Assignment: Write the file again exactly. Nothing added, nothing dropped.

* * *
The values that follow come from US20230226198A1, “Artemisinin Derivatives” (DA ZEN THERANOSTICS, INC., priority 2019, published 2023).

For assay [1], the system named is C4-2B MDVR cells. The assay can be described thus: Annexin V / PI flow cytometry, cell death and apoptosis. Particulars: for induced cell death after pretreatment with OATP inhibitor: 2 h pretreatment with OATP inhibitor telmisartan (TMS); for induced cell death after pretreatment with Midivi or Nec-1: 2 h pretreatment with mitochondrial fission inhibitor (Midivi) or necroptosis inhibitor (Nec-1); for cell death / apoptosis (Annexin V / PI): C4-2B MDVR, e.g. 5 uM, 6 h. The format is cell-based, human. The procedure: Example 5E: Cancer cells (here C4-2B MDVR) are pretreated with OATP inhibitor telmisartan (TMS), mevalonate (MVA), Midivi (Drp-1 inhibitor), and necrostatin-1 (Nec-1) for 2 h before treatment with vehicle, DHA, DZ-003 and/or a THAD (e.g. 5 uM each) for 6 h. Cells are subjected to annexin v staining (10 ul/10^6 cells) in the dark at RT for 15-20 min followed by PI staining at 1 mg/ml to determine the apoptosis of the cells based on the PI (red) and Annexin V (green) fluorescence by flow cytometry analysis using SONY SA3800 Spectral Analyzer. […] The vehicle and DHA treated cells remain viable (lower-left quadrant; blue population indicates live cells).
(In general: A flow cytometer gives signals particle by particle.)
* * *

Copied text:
The values that follow come from US20230226198A1, “Artemisinin Derivatives” (DA ZEN THERANOSTICS, INC., priority 2019, published 2023).

For assay [1], the system named is C4-2B MDVR cells. The assay can be described thus: Annexin V / PI flow cytometry, cell death and apoptosis. Particulars: for induced cell death after pretreatment with OATP inhibitor: 2 h pretreatment with OATP inhibitor telmisartan (TMS); for induced cell death after pretreatment with Midivi or Nec-1: 2 h pretreatment with mitochondrial fission inhibitor (Midivi) or necroptosis inhibitor (Nec-1); for cell death / apoptosis (Annexin V / PI): C4-2B MDVR, e.g. 5 uM, 6 h. The format is cell-based, human. The procedure: Example 5E: Cancer cells (here C4-2B MDVR) are pretreated with OATP inhibitor telmisartan (TMS), mevalonate (MVA), Midivi (Drp-1 inhibitor), and necrostatin-1 (Nec-1) for 2 h before treatment with vehicle, DHA, DZ-003 and/or a THAD (e.g. 5 uM each) for 6 h. Cells are subjected to annexin v staining (10 ul/10^6 cells) in the dark at RT for 15-20 min followed by PI staining at 1 mg/ml to determine the apoptosis of the cells based on the PI (red) and Annexin V (green) fluorescence by flow cytometry analysis using SONY SA3800 Spectral Analyzer. […] The vehicle and DHA treated cells remain viable (lower-left quadrant; blue population indicates live cells).
(In general: A flow cytometer gives signals particle by particle.)